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Market Power and Instituitions :
The State of Competitiveness in Malaysia's Services Sector

Speaker : Professor Dr. Rajah Rasiah
First Holder of Khazanah Nasional Chair
Date : Tuesday, 25 June 2013
Time : 3.00 pm – 5.00 pm
Venue : Lecture Hall 3,
Faculty of Economics & Administration,
University of Malaya
Fee : Free Admission (RSVP before 21 June 2013)

Abstract: Competition policy is typically targeted at establishing and monitoring anti-monopoly instruments in several countries to ensure that undesirable business practices arising from market power do not undermine competitiveness of economic activities so as to reduce deadweight losses in consumer and producer benefits. Recognizing its role in influencing economic competitiveness, stimulate good business practices and to protect consumer welfare, the Malaysian government enacted the Competition Act in 2010. Competition policies are generally formulated to stimulate actual or potential rivalry among firms in the marketplace for the patronage of customers, but strictly prohibit economic agents from using unfair trade practices that can reduce consumer welfare. In doing so, competition policy discourages the abuse of market power that creates destructive asymmetries against customers. Thus, competition policy seeks to stimulate competition to impact positively on the business environment so that fair trade practices are not compromised in the entry and exit of new businesses, derivation of prices, licensing and technology among other factors. It is this context that this public lecture analyzes changes in concentration levels in Malaysia’s services sector, which has been the leading sector in Malaysia’s economy for several decades. The contribution of services to Malaysia’s GDP rose from 39.6% in 1970 to 42.5% in 1990 and 47.9% in 2011. We deploy the quantitative measures of four-firm concentration ratio, Herfindahl-Hirschman index and rivalry index to examine latent market power in the services sector over the census years of 2000, 2005 and 2010. Because of limitations in the measurement instruments and the presence of scale economies in some sub-sectors, we have classified an industry as too concentrated when all three measurement instruments show excessive contraction. The quantitative measures show that train services, postal services, sub-urban passenger transport services, highway, bridge and tunnel operation services, port operation services, passenger airlines and advertising are overly concentrated. Since many of the service industries lack competition from external businesses, a cluster and value chain mapping study can help confirm if indeed any of these concentrated industries lack competitive business practices.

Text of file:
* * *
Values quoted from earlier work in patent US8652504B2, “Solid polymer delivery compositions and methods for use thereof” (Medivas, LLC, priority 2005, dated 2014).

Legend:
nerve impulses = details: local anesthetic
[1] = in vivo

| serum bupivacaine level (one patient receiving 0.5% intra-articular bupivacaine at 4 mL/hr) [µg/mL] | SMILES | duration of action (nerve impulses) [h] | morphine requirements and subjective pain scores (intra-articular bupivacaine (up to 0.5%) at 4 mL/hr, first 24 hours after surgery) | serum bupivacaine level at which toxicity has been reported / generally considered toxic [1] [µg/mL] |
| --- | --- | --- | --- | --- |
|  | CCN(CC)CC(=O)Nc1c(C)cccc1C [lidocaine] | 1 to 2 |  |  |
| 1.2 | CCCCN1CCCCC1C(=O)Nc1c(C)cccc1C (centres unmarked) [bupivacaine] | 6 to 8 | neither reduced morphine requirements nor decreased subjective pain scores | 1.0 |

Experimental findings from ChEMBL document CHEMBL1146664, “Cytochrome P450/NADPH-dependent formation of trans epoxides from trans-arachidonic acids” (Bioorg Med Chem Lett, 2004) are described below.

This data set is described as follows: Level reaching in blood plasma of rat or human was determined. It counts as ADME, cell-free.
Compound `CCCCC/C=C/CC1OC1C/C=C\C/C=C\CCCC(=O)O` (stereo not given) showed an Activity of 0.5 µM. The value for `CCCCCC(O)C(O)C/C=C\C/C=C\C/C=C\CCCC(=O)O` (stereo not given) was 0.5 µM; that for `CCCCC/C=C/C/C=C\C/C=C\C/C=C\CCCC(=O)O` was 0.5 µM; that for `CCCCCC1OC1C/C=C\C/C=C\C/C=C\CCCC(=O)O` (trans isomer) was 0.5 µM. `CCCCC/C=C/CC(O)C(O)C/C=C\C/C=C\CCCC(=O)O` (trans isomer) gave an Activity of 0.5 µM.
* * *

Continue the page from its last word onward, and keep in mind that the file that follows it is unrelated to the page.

3:00 pm
Arrival of guests and registration
3:15 pm
Arrival of YBhg Tan Sri Dato’ Mohd Sheriff Mohd Kassim,
President of Malaysian Economic Association (MEA)
3:30 pm
Welcome speech by YBhg Tan Sri Dato’ Mohd Sheriff Mohd Kassim
3:45 pm
Introduction of speaker
lecture titled “Market Power and Institutions: THE STATE OF COMPETITIVENESS IN MALAYSIA’S SERVICES SECTOR”
by Professor Dr. Rajah Rasiah,
First Holder of Khazanah Nasional Chair of Regulatory Studies

Q & A Session

5:00 pm



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